The Canadian Carbonization Research Association (CCRA) was formed on September 2, 1965 with the adoption of a Constitution by the Canadian Steel and Coal industries, as a mechanism to promote and establish carbonization research in Canada.  Representatives of the major cokemaking steel producers, an independent coke producer, major metallurgical coal miners, coal tar users and the Federal Government Department involved with these Industries were at the table.

The Association’s original members were Algoma Steel Corporation, Canmore Mines Ltd, Crows Nest Industries, Dominion Foundries and Steel Limited, Dominion Tar & Chemicals Ltd, Dosco Steel Ltd, The Steel Company of Canada Ltd and The Mines Branch of Energy, Mines and Resources (EMR).

CCRA is a unique co-operative Research and Development effort between Industry and Government, which has became a model for many other industry/government R&D joint efforts.  CCRA members and CANMET have a consensus based program that has and continues to meet its members needs over many fruitful years.  Numerous members have also done and continue to perform many confidential test programs at CANMET to meet their needs directly.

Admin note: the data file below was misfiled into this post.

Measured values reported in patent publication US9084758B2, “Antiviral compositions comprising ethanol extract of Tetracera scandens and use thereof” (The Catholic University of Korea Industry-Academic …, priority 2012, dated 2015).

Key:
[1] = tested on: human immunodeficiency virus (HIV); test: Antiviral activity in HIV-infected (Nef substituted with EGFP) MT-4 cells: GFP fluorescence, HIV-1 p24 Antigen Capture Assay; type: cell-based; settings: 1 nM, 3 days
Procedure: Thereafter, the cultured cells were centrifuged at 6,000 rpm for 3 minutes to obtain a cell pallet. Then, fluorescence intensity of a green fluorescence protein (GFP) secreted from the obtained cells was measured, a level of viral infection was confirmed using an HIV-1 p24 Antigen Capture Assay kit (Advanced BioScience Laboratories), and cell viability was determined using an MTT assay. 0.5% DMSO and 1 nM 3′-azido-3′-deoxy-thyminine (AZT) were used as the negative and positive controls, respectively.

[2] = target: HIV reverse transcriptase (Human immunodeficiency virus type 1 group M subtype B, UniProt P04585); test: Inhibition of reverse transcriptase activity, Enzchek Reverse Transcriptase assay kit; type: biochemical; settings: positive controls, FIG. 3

Over the years, CCRA and CANMET have carried out many R&D programs to improve the metallurgical coal and cokemaking operations of its members.  Many of these have had far reaching effects which have been well documented in studies carried out by consultants for the government showing the economic effects of the Joint R&D Program (NRCan Audit and Evaluation Branch report, 2001 and PricewaterhouseCoopers report, 2015).  The benefits to Canadian industry have been substantial, however, it could not have taken place without the joint efforts of CANMET and CCRA.  Having a laboratory to conduct carbonization research is beyond the feasibility of any one company so the single shared Canadian laboratory at Bells Corners in Ottawa, Ontario has allowed the continuation of R&D in this field in Canada.

The fields of R&D covered by the joint CCRA/CANMET program include energy and fuel conservation and efficiency, stabilization of supply, GHG reduction, mining, processing, transportation, production of iron, environment, and safety.  At any specific time the R&D program places priority on the most pressing problems while not ignoring the longer term work necessary to progress in the future.